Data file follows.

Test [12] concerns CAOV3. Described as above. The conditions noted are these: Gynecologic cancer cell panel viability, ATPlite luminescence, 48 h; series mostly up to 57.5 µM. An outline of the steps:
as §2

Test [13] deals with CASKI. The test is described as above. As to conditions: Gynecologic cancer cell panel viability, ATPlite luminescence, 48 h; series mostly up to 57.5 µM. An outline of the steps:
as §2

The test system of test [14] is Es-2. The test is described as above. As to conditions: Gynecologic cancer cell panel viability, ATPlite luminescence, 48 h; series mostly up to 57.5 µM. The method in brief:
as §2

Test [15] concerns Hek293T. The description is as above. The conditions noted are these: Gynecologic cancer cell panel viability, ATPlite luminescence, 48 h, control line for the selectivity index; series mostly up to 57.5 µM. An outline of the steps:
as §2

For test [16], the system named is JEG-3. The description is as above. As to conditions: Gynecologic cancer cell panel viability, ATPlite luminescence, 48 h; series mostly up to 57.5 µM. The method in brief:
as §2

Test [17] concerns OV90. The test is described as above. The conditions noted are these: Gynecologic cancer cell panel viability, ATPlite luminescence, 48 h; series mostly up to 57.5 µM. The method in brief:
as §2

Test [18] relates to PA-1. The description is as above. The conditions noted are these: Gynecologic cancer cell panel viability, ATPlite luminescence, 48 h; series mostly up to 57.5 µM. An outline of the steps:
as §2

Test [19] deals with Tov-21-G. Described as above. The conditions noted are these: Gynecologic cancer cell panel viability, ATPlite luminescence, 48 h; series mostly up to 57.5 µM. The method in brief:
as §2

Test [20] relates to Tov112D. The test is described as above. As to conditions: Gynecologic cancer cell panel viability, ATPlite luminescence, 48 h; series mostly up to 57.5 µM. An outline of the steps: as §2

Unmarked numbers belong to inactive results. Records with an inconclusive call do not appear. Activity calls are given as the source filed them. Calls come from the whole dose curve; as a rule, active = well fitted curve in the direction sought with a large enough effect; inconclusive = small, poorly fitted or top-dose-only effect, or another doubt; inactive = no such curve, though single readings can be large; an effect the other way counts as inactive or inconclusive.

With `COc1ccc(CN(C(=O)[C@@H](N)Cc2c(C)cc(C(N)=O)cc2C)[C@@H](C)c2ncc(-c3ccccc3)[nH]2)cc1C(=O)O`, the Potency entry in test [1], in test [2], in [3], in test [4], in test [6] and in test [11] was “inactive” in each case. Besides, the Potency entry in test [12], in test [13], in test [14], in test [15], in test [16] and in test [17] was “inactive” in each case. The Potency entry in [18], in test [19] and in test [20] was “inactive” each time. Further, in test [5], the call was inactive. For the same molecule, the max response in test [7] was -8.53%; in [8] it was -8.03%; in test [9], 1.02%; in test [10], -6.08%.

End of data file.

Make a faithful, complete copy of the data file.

Test [12] concerns CAOV3. Described as above. The conditions noted are these: Gynecologic cancer cell panel viability, ATPlite luminescence, 48 h; series mostly up to 57.5 µM. An outline of the steps:
as §2

Test [13] deals with CASKI. The test is described as above. As to conditions: Gynecologic cancer cell panel viability, ATPlite luminescence, 48 h; series mostly up to 57.5 µM. An outline of the steps:
as §2

The test system of test [14] is Es-2. The test is described as above. As to conditions: Gynecologic cancer cell panel viability, ATPlite luminescence, 48 h; series mostly up to 57.5 µM. The method in brief:
as §2

Test [15] concerns Hek293T. The description is as above. The conditions noted are these: Gynecologic cancer cell panel viability, ATPlite luminescence, 48 h, control line for the selectivity index; series mostly up to 57.5 µM. An outline of the steps:
as §2

For test [16], the system named is JEG-3. The description is as above. As to conditions: Gynecologic cancer cell panel viability, ATPlite luminescence, 48 h; series mostly up to 57.5 µM. The method in brief:
as §2

Test [17] concerns OV90. The test is described as above. The conditions noted are these: Gynecologic cancer cell panel viability, ATPlite luminescence, 48 h; series mostly up to 57.5 µM. The method in brief:
as §2

Test [18] relates to PA-1. The description is as above. The conditions noted are these: Gynecologic cancer cell panel viability, ATPlite luminescence, 48 h; series mostly up to 57.5 µM. An outline of the steps:
as §2

Test [19] deals with Tov-21-G. Described as above. The conditions noted are these: Gynecologic cancer cell panel viability, ATPlite luminescence, 48 h; series mostly up to 57.5 µM. The method in brief:
as §2

Test [20] relates to Tov112D. The test is described as above. As to conditions: Gynecologic cancer cell panel viability, ATPlite luminescence, 48 h; series mostly up to 57.5 µM. An outline of the steps: as §2

Unmarked numbers belong to inactive results. Records with an inconclusive call do not appear. Activity calls are given as the source filed them. Calls come from the whole dose curve; as a rule, active = well fitted curve in the direction sought with a large enough effect; inconclusive = small, poorly fitted or top-dose-only effect, or another doubt; inactive = no such curve, though single readings can be large; an effect the other way counts as inactive or inconclusive.

With `COc1ccc(CN(C(=O)[C@@H](N)Cc2c(C)cc(C(N)=O)cc2C)[C@@H](C)c2ncc(-c3ccccc3)[nH]2)cc1C(=O)O`, the Potency entry in test [1], in test [2], in [3], in test [4], in test [6] and in test [11] was “inactive” in each case. Besides, the Potency entry in test [12], in test [13], in test [14], in test [15], in test [16] and in test [17] was “inactive” in each case. The Potency entry in [18], in test [19] and in test [20] was “inactive” each time. Further, in test [5], the call was inactive. For the same molecule, the max response in test [7] was -8.53%; in [8] it was -8.03%; in test [9], 1.02%; in test [10], -6.08%.